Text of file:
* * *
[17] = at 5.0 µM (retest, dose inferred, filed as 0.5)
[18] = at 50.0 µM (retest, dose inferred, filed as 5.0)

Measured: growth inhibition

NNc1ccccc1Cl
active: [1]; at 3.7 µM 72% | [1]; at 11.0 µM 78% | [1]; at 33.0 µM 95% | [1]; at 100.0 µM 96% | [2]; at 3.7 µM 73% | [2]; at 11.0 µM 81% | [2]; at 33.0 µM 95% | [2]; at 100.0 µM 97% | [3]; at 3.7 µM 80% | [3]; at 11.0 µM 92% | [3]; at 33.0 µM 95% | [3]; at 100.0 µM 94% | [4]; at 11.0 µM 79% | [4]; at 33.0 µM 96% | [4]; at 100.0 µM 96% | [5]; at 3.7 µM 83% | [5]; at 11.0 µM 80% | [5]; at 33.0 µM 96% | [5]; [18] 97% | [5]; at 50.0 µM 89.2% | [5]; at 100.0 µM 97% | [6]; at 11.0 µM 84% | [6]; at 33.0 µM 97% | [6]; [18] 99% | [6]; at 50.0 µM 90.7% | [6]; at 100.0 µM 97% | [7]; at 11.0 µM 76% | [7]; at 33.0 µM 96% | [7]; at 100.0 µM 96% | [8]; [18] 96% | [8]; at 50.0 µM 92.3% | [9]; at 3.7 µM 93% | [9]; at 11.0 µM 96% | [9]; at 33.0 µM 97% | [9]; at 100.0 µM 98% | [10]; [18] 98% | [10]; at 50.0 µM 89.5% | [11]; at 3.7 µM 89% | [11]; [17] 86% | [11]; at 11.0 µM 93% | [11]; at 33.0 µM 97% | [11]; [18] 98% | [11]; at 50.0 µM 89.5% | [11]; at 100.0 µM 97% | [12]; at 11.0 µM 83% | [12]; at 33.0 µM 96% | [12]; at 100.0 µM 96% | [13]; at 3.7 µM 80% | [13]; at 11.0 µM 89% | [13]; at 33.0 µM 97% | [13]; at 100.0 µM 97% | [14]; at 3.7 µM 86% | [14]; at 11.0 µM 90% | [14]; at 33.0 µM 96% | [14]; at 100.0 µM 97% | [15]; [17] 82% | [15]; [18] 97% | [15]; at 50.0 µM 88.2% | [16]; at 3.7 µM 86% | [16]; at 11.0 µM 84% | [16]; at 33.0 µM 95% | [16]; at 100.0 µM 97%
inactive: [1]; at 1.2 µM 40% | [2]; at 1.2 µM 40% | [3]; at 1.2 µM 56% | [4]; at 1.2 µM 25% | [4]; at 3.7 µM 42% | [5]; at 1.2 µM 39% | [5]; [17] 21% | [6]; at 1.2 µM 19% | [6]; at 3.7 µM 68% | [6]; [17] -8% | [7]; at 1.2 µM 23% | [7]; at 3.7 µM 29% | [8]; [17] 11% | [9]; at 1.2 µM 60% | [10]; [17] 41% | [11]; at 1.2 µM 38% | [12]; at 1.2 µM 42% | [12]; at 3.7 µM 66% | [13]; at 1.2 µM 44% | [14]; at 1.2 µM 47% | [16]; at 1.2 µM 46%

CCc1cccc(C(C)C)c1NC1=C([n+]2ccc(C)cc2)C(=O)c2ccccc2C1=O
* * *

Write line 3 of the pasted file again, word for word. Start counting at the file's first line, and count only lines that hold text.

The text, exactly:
Measured: growth inhibition